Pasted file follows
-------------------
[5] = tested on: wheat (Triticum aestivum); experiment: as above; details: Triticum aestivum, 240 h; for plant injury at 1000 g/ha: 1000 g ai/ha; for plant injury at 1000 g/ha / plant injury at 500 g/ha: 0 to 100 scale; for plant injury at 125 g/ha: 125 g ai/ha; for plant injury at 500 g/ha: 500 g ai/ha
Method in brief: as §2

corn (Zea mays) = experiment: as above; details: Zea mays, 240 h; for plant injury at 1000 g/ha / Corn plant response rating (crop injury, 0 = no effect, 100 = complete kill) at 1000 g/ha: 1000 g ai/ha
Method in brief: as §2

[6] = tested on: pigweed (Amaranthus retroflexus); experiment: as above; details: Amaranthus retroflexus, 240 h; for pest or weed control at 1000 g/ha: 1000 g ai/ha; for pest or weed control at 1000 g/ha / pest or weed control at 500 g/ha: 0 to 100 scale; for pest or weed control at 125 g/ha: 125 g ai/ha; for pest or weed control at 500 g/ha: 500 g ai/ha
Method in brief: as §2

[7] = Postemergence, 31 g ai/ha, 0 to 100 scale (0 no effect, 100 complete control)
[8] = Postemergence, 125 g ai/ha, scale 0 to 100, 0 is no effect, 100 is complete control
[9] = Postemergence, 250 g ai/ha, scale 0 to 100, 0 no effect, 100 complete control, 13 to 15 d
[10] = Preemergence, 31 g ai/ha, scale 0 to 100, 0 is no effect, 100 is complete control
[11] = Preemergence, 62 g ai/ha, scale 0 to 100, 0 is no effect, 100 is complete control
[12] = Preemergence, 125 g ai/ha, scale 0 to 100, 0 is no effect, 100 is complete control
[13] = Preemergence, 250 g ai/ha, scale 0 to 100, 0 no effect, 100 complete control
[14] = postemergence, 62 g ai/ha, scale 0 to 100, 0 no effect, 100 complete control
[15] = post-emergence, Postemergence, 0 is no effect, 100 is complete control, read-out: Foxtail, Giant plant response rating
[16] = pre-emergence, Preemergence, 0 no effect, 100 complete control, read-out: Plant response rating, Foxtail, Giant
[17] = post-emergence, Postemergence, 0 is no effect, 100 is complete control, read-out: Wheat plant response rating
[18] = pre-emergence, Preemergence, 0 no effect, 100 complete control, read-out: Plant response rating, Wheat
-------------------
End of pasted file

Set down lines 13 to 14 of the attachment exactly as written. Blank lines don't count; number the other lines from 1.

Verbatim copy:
[13] = Preemergence, 250 g ai/ha, scale 0 to 100, 0 no effect, 100 complete control
[14] = postemergence, 62 g ai/ha, scale 0 to 100, 0 no effect, 100 complete control